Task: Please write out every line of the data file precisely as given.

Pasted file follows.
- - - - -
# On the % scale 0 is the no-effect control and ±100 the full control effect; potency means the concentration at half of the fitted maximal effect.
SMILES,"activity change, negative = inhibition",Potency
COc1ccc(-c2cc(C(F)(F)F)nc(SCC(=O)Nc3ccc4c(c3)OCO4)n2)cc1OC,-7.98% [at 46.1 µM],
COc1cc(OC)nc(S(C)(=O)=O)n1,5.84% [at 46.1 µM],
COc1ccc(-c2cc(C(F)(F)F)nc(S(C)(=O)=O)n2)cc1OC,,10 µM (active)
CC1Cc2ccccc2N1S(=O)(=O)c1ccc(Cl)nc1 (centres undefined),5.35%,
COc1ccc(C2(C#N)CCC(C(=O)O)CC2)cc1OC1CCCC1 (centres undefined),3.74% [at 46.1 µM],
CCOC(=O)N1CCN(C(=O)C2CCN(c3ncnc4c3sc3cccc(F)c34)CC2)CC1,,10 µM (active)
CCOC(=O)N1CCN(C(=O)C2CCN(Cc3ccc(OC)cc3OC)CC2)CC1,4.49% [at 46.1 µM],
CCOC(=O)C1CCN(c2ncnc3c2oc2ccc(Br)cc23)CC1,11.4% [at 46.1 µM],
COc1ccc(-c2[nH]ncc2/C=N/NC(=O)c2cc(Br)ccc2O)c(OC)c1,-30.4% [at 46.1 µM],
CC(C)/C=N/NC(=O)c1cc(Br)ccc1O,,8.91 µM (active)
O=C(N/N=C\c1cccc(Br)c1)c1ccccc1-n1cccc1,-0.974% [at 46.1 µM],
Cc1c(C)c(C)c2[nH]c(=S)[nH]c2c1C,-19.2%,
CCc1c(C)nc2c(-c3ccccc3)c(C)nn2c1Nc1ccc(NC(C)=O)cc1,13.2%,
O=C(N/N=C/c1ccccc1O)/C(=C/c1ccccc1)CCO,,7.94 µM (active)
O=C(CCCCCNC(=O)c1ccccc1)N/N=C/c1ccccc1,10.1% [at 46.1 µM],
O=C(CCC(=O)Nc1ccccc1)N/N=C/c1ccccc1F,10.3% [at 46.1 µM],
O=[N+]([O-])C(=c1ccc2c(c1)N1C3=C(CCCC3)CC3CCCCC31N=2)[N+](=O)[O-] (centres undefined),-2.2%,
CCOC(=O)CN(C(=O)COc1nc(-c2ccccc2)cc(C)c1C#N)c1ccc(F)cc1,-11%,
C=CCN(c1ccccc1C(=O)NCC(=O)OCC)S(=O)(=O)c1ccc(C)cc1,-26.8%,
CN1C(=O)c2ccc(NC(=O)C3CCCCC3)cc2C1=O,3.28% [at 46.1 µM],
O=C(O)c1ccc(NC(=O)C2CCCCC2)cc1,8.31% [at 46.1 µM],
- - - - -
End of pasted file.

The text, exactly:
# On the % scale 0 is the no-effect control and ±100 the full control effect; potency means the concentration at half of the fitted maximal effect.
SMILES,"activity change, negative = inhibition",Potency
COc1ccc(-c2cc(C(F)(F)F)nc(SCC(=O)Nc3ccc4c(c3)OCO4)n2)cc1OC,-7.98% [at 46.1 µM],
COc1cc(OC)nc(S(C)(=O)=O)n1,5.84% [at 46.1 µM],
COc1ccc(-c2cc(C(F)(F)F)nc(S(C)(=O)=O)n2)cc1OC,,10 µM (active)
CC1Cc2ccccc2N1S(=O)(=O)c1ccc(Cl)nc1 (centres undefined),5.35%,
COc1ccc(C2(C#N)CCC(C(=O)O)CC2)cc1OC1CCCC1 (centres undefined),3.74% [at 46.1 µM],
CCOC(=O)N1CCN(C(=O)C2CCN(c3ncnc4c3sc3cccc(F)c34)CC2)CC1,,10 µM (active)
CCOC(=O)N1CCN(C(=O)C2CCN(Cc3ccc(OC)cc3OC)CC2)CC1,4.49% [at 46.1 µM],
CCOC(=O)C1CCN(c2ncnc3c2oc2ccc(Br)cc23)CC1,11.4% [at 46.1 µM],
COc1ccc(-c2[nH]ncc2/C=N/NC(=O)c2cc(Br)ccc2O)c(OC)c1,-30.4% [at 46.1 µM],
CC(C)/C=N/NC(=O)c1cc(Br)ccc1O,,8.91 µM (active)
O=C(N/N=C\c1cccc(Br)c1)c1ccccc1-n1cccc1,-0.974% [at 46.1 µM],
Cc1c(C)c(C)c2[nH]c(=S)[nH]c2c1C,-19.2%,
CCc1c(C)nc2c(-c3ccccc3)c(C)nn2c1Nc1ccc(NC(C)=O)cc1,13.2%,
O=C(N/N=C/c1ccccc1O)/C(=C/c1ccccc1)CCO,,7.94 µM (active)
O=C(CCCCCNC(=O)c1ccccc1)N/N=C/c1ccccc1,10.1% [at 46.1 µM],
O=C(CCC(=O)Nc1ccccc1)N/N=C/c1ccccc1F,10.3% [at 46.1 µM],
O=[N+]([O-])C(=c1ccc2c(c1)N1C3=C(CCCC3)CC3CCCCC31N=2)[N+](=O)[O-] (centres undefined),-2.2%,
CCOC(=O)CN(C(=O)COc1nc(-c2ccccc2)cc(C)c1C#N)c1ccc(F)cc1,-11%,
C=CCN(c1ccccc1C(=O)NCC(=O)OCC)S(=O)(=O)c1ccc(C)cc1,-26.8%,
CN1C(=O)c2ccc(NC(=O)C3CCCCC3)cc2C1=O,3.28% [at 46.1 µM],
O=C(O)c1ccc(NC(=O)C2CCCCC2)cc1,8.31% [at 46.1 µM],